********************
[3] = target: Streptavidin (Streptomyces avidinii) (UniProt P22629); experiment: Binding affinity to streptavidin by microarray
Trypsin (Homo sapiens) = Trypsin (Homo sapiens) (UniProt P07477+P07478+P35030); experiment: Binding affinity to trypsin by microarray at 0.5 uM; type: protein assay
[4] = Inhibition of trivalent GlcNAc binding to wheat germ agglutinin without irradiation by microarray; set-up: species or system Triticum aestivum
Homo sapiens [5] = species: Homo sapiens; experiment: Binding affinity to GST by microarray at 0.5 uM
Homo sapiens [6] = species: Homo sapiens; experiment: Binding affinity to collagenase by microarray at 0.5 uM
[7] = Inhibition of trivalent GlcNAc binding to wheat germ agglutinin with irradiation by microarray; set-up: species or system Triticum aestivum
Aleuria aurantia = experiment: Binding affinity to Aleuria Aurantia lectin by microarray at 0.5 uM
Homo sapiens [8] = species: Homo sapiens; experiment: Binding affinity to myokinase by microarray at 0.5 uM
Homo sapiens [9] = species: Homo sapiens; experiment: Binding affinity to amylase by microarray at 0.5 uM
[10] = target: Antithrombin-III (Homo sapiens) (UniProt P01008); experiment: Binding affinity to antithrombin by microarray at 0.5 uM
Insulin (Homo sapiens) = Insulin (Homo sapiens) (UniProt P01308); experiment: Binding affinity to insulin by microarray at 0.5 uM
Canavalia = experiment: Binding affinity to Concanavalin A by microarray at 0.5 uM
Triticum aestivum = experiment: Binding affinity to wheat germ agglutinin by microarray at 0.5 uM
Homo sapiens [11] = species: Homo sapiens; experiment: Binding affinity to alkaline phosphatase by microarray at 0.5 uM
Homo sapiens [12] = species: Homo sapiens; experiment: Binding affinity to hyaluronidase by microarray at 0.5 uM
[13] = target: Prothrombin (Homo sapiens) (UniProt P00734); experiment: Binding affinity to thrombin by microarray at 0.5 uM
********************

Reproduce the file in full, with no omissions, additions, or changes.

[3] = target: Streptavidin (Streptomyces avidinii) (UniProt P22629); experiment: Binding affinity to streptavidin by microarray
Trypsin (Homo sapiens) = Trypsin (Homo sapiens) (UniProt P07477+P07478+P35030); experiment: Binding affinity to trypsin by microarray at 0.5 uM; type: protein assay
[4] = Inhibition of trivalent GlcNAc binding to wheat germ agglutinin without irradiation by microarray; set-up: species or system Triticum aestivum
Homo sapiens [5] = species: Homo sapiens; experiment: Binding affinity to GST by microarray at 0.5 uM
Homo sapiens [6] = species: Homo sapiens; experiment: Binding affinity to collagenase by microarray at 0.5 uM
[7] = Inhibition of trivalent GlcNAc binding to wheat germ agglutinin with irradiation by microarray; set-up: species or system Triticum aestivum
Aleuria aurantia = experiment: Binding affinity to Aleuria Aurantia lectin by microarray at 0.5 uM
Homo sapiens [8] = species: Homo sapiens; experiment: Binding affinity to myokinase by microarray at 0.5 uM
Homo sapiens [9] = species: Homo sapiens; experiment: Binding affinity to amylase by microarray at 0.5 uM
[10] = target: Antithrombin-III (Homo sapiens) (UniProt P01008); experiment: Binding affinity to antithrombin by microarray at 0.5 uM
Insulin (Homo sapiens) = Insulin (Homo sapiens) (UniProt P01308); experiment: Binding affinity to insulin by microarray at 0.5 uM
Canavalia = experiment: Binding affinity to Concanavalin A by microarray at 0.5 uM
Triticum aestivum = experiment: Binding affinity to wheat germ agglutinin by microarray at 0.5 uM
Homo sapiens [11] = species: Homo sapiens; experiment: Binding affinity to alkaline phosphatase by microarray at 0.5 uM
Homo sapiens [12] = species: Homo sapiens; experiment: Binding affinity to hyaluronidase by microarray at 0.5 uM
[13] = target: Prothrombin (Homo sapiens) (UniProt P00734); experiment: Binding affinity to thrombin by microarray at 0.5 uM